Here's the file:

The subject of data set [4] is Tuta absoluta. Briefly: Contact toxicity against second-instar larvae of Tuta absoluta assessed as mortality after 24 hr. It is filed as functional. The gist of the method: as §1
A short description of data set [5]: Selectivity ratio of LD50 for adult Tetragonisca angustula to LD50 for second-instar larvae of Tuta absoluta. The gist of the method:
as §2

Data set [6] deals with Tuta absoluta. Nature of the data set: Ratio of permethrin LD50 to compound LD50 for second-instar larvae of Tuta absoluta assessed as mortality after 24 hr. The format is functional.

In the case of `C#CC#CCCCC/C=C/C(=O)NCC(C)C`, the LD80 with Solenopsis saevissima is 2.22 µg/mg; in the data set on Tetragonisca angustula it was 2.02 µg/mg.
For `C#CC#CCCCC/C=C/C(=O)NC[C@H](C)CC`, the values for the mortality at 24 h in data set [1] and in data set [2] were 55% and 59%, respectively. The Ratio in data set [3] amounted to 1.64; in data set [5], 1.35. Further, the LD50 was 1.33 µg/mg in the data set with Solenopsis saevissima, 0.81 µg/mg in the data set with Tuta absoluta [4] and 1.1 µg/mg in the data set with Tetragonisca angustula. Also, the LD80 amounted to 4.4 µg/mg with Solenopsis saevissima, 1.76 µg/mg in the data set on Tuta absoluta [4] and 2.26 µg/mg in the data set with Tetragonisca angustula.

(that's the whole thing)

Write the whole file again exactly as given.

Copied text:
The subject of data set [4] is Tuta absoluta. Briefly: Contact toxicity against second-instar larvae of Tuta absoluta assessed as mortality after 24 hr. It is filed as functional. The gist of the method: as §1
A short description of data set [5]: Selectivity ratio of LD50 for adult Tetragonisca angustula to LD50 for second-instar larvae of Tuta absoluta. The gist of the method:
as §2

Data set [6] deals with Tuta absoluta. Nature of the data set: Ratio of permethrin LD50 to compound LD50 for second-instar larvae of Tuta absoluta assessed as mortality after 24 hr. The format is functional.

In the case of `C#CC#CCCCC/C=C/C(=O)NCC(C)C`, the LD80 with Solenopsis saevissima is 2.22 µg/mg; in the data set on Tetragonisca angustula it was 2.02 µg/mg.
For `C#CC#CCCCC/C=C/C(=O)NC[C@H](C)CC`, the values for the mortality at 24 h in data set [1] and in data set [2] were 55% and 59%, respectively. The Ratio in data set [3] amounted to 1.64; in data set [5], 1.35. Further, the LD50 was 1.33 µg/mg in the data set with Solenopsis saevissima, 0.81 µg/mg in the data set with Tuta absoluta [4] and 1.1 µg/mg in the data set with Tetragonisca angustula. Also, the LD80 amounted to 4.4 µg/mg with Solenopsis saevissima, 1.76 µg/mg in the data set on Tuta absoluta [4] and 2.26 µg/mg in the data set with Tetragonisca angustula.